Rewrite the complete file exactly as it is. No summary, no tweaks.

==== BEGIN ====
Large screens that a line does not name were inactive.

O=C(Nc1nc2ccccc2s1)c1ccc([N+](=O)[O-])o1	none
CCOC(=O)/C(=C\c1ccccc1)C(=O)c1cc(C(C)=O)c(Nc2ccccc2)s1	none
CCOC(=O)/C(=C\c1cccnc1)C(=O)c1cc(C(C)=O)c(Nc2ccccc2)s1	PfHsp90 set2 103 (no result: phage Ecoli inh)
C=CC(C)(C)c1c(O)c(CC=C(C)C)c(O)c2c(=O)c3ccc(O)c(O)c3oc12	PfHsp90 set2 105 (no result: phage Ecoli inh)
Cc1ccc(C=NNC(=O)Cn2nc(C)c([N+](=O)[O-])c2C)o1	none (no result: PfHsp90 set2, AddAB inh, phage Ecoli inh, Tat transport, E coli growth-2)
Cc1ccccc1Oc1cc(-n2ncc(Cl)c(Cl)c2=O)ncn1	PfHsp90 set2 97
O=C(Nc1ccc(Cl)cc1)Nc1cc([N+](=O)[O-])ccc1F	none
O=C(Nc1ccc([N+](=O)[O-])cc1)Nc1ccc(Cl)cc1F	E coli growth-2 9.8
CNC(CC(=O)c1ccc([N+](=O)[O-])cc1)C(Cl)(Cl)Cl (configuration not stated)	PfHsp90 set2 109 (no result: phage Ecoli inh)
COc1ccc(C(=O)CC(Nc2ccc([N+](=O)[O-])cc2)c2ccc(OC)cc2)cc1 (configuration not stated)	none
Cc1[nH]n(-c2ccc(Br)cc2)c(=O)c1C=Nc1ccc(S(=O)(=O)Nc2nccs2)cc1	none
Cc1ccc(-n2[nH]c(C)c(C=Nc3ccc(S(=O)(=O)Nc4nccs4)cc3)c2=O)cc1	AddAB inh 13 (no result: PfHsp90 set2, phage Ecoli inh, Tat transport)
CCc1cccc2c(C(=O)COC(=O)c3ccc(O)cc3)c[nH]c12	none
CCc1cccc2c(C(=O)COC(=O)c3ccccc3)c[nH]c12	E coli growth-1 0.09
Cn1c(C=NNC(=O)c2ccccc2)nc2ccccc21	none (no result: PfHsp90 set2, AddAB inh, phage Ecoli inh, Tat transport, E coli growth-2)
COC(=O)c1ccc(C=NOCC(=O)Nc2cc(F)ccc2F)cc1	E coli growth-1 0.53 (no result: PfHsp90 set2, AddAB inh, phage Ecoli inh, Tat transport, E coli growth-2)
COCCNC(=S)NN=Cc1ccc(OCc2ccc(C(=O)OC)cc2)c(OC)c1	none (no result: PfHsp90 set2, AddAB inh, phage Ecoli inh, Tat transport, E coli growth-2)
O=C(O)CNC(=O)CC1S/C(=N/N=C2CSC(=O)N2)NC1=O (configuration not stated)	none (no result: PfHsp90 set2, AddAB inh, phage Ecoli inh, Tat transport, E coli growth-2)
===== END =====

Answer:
Large screens that a line does not name were inactive.

O=C(Nc1nc2ccccc2s1)c1ccc([N+](=O)[O-])o1	none
CCOC(=O)/C(=C\c1ccccc1)C(=O)c1cc(C(C)=O)c(Nc2ccccc2)s1	none
CCOC(=O)/C(=C\c1cccnc1)C(=O)c1cc(C(C)=O)c(Nc2ccccc2)s1	PfHsp90 set2 103 (no result: phage Ecoli inh)
C=CC(C)(C)c1c(O)c(CC=C(C)C)c(O)c2c(=O)c3ccc(O)c(O)c3oc12	PfHsp90 set2 105 (no result: phage Ecoli inh)
Cc1ccc(C=NNC(=O)Cn2nc(C)c([N+](=O)[O-])c2C)o1	none (no result: PfHsp90 set2, AddAB inh, phage Ecoli inh, Tat transport, E coli growth-2)
Cc1ccccc1Oc1cc(-n2ncc(Cl)c(Cl)c2=O)ncn1	PfHsp90 set2 97
O=C(Nc1ccc(Cl)cc1)Nc1cc([N+](=O)[O-])ccc1F	none
O=C(Nc1ccc([N+](=O)[O-])cc1)Nc1ccc(Cl)cc1F	E coli growth-2 9.8
CNC(CC(=O)c1ccc([N+](=O)[O-])cc1)C(Cl)(Cl)Cl (configuration not stated)	PfHsp90 set2 109 (no result: phage Ecoli inh)
COc1ccc(C(=O)CC(Nc2ccc([N+](=O)[O-])cc2)c2ccc(OC)cc2)cc1 (configuration not stated)	none
Cc1[nH]n(-c2ccc(Br)cc2)c(=O)c1C=Nc1ccc(S(=O)(=O)Nc2nccs2)cc1	none
Cc1ccc(-n2[nH]c(C)c(C=Nc3ccc(S(=O)(=O)Nc4nccs4)cc3)c2=O)cc1	AddAB inh 13 (no result: PfHsp90 set2, phage Ecoli inh, Tat transport)
CCc1cccc2c(C(=O)COC(=O)c3ccc(O)cc3)c[nH]c12	none
CCc1cccc2c(C(=O)COC(=O)c3ccccc3)c[nH]c12	E coli growth-1 0.09
Cn1c(C=NNC(=O)c2ccccc2)nc2ccccc21	none (no result: PfHsp90 set2, AddAB inh, phage Ecoli inh, Tat transport, E coli growth-2)
COC(=O)c1ccc(C=NOCC(=O)Nc2cc(F)ccc2F)cc1	E coli growth-1 0.53 (no result: PfHsp90 set2, AddAB inh, phage Ecoli inh, Tat transport, E coli growth-2)
COCCNC(=S)NN=Cc1ccc(OCc2ccc(C(=O)OC)cc2)c(OC)c1	none (no result: PfHsp90 set2, AddAB inh, phage Ecoli inh, Tat transport, E coli growth-2)
O=C(O)CNC(=O)CC1S/C(=N/N=C2CSC(=O)N2)NC1=O (configuration not stated)	none (no result: PfHsp90 set2, AddAB inh, phage Ecoli inh, Tat transport, E coli growth-2)